NEW YORK — As if to underscore the daunting financial mess confronting President Obama, a fresh plunge in banking stocks Tuesday dragged the market to its worst loss of the new year.
The Dow Jones industrial average tumbled more than 330 points as it closed at its lowest level since Nov. 20, the day that so far has marked the bottom of the bear market that began more than a year ago.
The sell-off, triggered by anxiety about the depth of the banking crisis and its effect on the economy, raised fear that stocks might skid below that November trough, which many analysts had hoped would serve as a floor for share prices.
"The news that's coming out is staggering," said Steven Goldman, chief market strategist at Weedon & Co. "Even some of the pessimists wouldn't have expected some of the news we've seen in the past week or so."
The Dow skidded 332.13 points, or 4%, to 7,949.09, its worst performance ever on the day of an inauguration.
The Dow now is fewer than 400 points above its Nov. 20 close.
The Standard & Poor's 500 index slumped 44.90 points, or 5.3%, to 805.22. The index is down 11% in 2009 -- its worst-ever start to a year.
The Nasdaq composite index shriveled 88.47 points, or 5.8%, to 1,440.86. And the small-stock Russell 2,000 index plummeted 7%.
An index of 24 bank stocks crumbled 20%.
Shares of State Street Corp., a Boston-based financial giant that had been viewed as a relatively safe harbor amid the industry pandemic, plunged 59% after the institutional money manager disclosed sizable fixed-income trading losses.
Bank of America tumbled 29% after analyst Paul Miller at Friedman, Billings, Ramsey & Co. predicted the bank would have to raise at least $80 billion in new capital. Wells Fargo slid 24% after Miller said the company might slash its dividend.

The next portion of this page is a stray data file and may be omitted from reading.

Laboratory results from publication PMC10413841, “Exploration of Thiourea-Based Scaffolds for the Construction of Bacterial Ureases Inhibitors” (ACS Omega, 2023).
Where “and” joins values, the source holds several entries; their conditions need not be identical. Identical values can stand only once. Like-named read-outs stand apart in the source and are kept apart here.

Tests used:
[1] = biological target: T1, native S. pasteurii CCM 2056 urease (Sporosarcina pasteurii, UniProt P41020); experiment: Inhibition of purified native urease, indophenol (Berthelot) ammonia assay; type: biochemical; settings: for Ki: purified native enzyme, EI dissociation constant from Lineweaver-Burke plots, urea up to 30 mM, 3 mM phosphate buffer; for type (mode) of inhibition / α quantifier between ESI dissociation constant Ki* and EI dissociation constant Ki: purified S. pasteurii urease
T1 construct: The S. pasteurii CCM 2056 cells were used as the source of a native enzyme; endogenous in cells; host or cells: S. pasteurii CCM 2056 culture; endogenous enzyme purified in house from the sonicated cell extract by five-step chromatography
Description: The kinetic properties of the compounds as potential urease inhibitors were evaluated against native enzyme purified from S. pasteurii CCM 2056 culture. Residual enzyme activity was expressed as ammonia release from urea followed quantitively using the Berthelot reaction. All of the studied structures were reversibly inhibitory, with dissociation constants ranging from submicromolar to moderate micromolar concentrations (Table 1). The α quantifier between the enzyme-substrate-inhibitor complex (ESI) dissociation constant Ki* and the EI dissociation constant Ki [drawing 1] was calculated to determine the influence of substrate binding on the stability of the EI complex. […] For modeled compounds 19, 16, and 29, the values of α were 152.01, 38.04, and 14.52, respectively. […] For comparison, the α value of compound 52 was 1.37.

PNC Financial Services, a major regional banking company based in Pittsburgh, nose-dived 41%. Citigroup fell 20%, and JPMorgan Chase lost 21%.
Shares in the sector have been crushed by fears that spiraling loan losses could force the industry to seek billions of dollars in additional capital. That could lead in effect to a nationalization of the industry because, with private investors afraid to step in, the government has been the only supplier of funds.
"The government now controls these banks," said Bruce Bittles, chief investment strategist for Robert W. Baird & Co. in Milwaukee. "It's a de facto nationalization."
Such a view gained credibility from developments abroad. Britain on Monday undertook a second round in its bank bailout and said it would boost its stake in Royal Bank of Scotland to more than two-thirds. The company's American shares, which didn't trade Monday because of Martin Luther King Day, plunged 70% on Tuesday.
Ireland moved closer Tuesday to nationalizing its third-largest bank, which has suffered from scandal as well as losses, but the government said it wouldn't take control of its two largest financial institutions.
The market wasn't helped by a prediction by Nouriel Roubini, a New York University economist known for dire pronouncements, that U.S. financial losses might hit $3.6 trillion.
The sell-off highlighted the fact that resuscitating the banking system is one of the biggest challenges confronting Obama.
The global banking industry, which has written off more than $1 trillion of mostly mortgage-related holdings, now is being trounced by losses in areas such as credit cards and commercial real estate that are tied to the faltering economy.
The latest phase of the bank sell-off began after New Year's Day and intensified last week, when Citigroup and Bank of America reported huge fourth-quarter losses and the government invested an additional $20 billion in Bank of America. The S&P financial index is down 36% year to date.
"Now we're going through the grinding part," said Brian Rauscher, director of portfolio strategy at Brown Bros. Harriman & Co.
"Even though we've taken write-downs, the losses keep coming."